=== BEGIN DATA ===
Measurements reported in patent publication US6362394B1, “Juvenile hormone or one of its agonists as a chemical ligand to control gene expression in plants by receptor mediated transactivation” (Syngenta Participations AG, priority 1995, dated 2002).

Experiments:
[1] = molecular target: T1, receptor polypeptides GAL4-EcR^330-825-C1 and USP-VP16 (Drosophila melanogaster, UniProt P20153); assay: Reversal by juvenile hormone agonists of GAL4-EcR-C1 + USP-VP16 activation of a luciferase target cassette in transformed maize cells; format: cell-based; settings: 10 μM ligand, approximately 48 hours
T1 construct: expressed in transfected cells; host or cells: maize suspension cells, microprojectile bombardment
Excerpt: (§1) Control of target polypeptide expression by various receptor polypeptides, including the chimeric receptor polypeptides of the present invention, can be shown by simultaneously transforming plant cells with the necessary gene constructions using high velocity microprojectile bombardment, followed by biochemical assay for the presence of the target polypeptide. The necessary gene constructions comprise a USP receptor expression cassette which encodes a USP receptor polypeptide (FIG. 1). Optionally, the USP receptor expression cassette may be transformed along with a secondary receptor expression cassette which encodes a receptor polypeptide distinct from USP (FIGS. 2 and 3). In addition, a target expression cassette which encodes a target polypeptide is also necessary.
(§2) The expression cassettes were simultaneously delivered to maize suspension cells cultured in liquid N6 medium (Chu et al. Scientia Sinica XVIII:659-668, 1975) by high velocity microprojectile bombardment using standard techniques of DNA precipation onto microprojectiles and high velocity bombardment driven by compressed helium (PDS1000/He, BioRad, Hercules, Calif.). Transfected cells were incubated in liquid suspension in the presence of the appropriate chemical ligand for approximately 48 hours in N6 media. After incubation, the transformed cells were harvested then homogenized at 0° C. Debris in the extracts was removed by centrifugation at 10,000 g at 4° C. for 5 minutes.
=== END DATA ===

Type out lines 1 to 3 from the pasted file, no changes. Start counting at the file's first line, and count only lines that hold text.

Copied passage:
Measurements reported in patent publication US6362394B1, “Juvenile hormone or one of its agonists as a chemical ligand to control gene expression in plants by receptor mediated transactivation” (Syngenta Participations AG, priority 1995, dated 2002).

Experiments:
[1] = molecular target: T1, receptor polypeptides GAL4-EcR^330-825-C1 and USP-VP16 (Drosophila melanogaster, UniProt P20153); assay: Reversal by juvenile hormone agonists of GAL4-EcR-C1 + USP-VP16 activation of a luciferase target cassette in transformed maize cells; format: cell-based; settings: 10 μM ligand, approximately 48 hours